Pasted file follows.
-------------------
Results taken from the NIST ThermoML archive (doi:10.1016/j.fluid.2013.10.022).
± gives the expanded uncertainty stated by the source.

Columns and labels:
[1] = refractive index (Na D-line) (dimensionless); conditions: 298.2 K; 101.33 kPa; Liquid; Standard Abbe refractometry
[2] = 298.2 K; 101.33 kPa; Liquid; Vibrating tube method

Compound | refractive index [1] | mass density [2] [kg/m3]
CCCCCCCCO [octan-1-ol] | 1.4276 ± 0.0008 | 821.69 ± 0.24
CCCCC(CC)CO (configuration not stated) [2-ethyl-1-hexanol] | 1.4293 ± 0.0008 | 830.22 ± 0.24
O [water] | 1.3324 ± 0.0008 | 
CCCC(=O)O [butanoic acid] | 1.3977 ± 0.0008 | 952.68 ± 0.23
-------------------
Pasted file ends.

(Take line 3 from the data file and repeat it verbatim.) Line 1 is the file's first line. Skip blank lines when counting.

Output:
Columns and labels: